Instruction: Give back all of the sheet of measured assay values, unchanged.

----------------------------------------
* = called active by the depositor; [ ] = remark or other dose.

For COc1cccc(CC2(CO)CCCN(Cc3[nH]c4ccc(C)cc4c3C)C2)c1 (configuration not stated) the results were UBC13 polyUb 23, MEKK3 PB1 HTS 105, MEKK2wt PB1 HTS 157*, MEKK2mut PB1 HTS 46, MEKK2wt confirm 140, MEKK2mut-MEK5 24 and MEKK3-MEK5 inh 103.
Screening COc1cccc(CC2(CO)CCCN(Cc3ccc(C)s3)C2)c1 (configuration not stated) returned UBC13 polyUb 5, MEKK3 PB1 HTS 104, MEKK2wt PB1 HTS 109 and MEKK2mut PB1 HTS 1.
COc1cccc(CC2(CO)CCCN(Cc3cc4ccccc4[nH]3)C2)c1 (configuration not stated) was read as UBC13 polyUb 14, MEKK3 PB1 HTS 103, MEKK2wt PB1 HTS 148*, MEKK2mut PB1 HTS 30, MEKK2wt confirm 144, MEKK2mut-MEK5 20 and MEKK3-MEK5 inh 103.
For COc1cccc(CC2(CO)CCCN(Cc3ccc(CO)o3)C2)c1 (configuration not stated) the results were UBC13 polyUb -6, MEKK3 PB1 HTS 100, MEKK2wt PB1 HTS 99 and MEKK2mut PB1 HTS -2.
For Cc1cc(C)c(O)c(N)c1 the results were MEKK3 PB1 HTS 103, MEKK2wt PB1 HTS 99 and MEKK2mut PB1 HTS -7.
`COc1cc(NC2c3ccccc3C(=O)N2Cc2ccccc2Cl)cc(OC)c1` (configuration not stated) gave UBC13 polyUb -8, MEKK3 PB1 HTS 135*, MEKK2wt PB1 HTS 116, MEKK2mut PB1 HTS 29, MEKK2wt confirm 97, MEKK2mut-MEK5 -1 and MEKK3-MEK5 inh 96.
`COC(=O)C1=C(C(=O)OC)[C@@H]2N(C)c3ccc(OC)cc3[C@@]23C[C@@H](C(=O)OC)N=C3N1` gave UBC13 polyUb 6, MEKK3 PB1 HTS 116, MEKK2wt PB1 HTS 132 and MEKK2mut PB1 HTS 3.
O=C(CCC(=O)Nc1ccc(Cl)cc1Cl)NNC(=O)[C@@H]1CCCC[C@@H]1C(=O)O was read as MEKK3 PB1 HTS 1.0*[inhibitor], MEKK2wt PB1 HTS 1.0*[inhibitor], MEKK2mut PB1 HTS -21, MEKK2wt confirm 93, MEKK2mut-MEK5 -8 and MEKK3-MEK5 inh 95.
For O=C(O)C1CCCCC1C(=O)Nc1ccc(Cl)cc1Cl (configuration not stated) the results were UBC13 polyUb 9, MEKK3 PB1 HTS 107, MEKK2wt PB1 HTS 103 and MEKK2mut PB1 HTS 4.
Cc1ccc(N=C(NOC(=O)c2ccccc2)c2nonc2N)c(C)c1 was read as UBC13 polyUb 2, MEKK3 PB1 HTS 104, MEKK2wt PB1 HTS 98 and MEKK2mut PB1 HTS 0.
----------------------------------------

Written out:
* = called active by the depositor; [ ] = remark or other dose.

For COc1cccc(CC2(CO)CCCN(Cc3[nH]c4ccc(C)cc4c3C)C2)c1 (configuration not stated) the results were UBC13 polyUb 23, MEKK3 PB1 HTS 105, MEKK2wt PB1 HTS 157*, MEKK2mut PB1 HTS 46, MEKK2wt confirm 140, MEKK2mut-MEK5 24 and MEKK3-MEK5 inh 103.
Screening COc1cccc(CC2(CO)CCCN(Cc3ccc(C)s3)C2)c1 (configuration not stated) returned UBC13 polyUb 5, MEKK3 PB1 HTS 104, MEKK2wt PB1 HTS 109 and MEKK2mut PB1 HTS 1.
COc1cccc(CC2(CO)CCCN(Cc3cc4ccccc4[nH]3)C2)c1 (configuration not stated) was read as UBC13 polyUb 14, MEKK3 PB1 HTS 103, MEKK2wt PB1 HTS 148*, MEKK2mut PB1 HTS 30, MEKK2wt confirm 144, MEKK2mut-MEK5 20 and MEKK3-MEK5 inh 103.
For COc1cccc(CC2(CO)CCCN(Cc3ccc(CO)o3)C2)c1 (configuration not stated) the results were UBC13 polyUb -6, MEKK3 PB1 HTS 100, MEKK2wt PB1 HTS 99 and MEKK2mut PB1 HTS -2.
For Cc1cc(C)c(O)c(N)c1 the results were MEKK3 PB1 HTS 103, MEKK2wt PB1 HTS 99 and MEKK2mut PB1 HTS -7.
`COc1cc(NC2c3ccccc3C(=O)N2Cc2ccccc2Cl)cc(OC)c1` (configuration not stated) gave UBC13 polyUb -8, MEKK3 PB1 HTS 135*, MEKK2wt PB1 HTS 116, MEKK2mut PB1 HTS 29, MEKK2wt confirm 97, MEKK2mut-MEK5 -1 and MEKK3-MEK5 inh 96.
`COC(=O)C1=C(C(=O)OC)[C@@H]2N(C)c3ccc(OC)cc3[C@@]23C[C@@H](C(=O)OC)N=C3N1` gave UBC13 polyUb 6, MEKK3 PB1 HTS 116, MEKK2wt PB1 HTS 132 and MEKK2mut PB1 HTS 3.
O=C(CCC(=O)Nc1ccc(Cl)cc1Cl)NNC(=O)[C@@H]1CCCC[C@@H]1C(=O)O was read as MEKK3 PB1 HTS 1.0*[inhibitor], MEKK2wt PB1 HTS 1.0*[inhibitor], MEKK2mut PB1 HTS -21, MEKK2wt confirm 93, MEKK2mut-MEK5 -8 and MEKK3-MEK5 inh 95.
For O=C(O)C1CCCCC1C(=O)Nc1ccc(Cl)cc1Cl (configuration not stated) the results were UBC13 polyUb 9, MEKK3 PB1 HTS 107, MEKK2wt PB1 HTS 103 and MEKK2mut PB1 HTS 4.
Cc1ccc(N=C(NOC(=O)c2ccccc2)c2nonc2N)c(C)c1 was read as UBC13 polyUb 2, MEKK3 PB1 HTS 104, MEKK2wt PB1 HTS 98 and MEKK2mut PB1 HTS 0.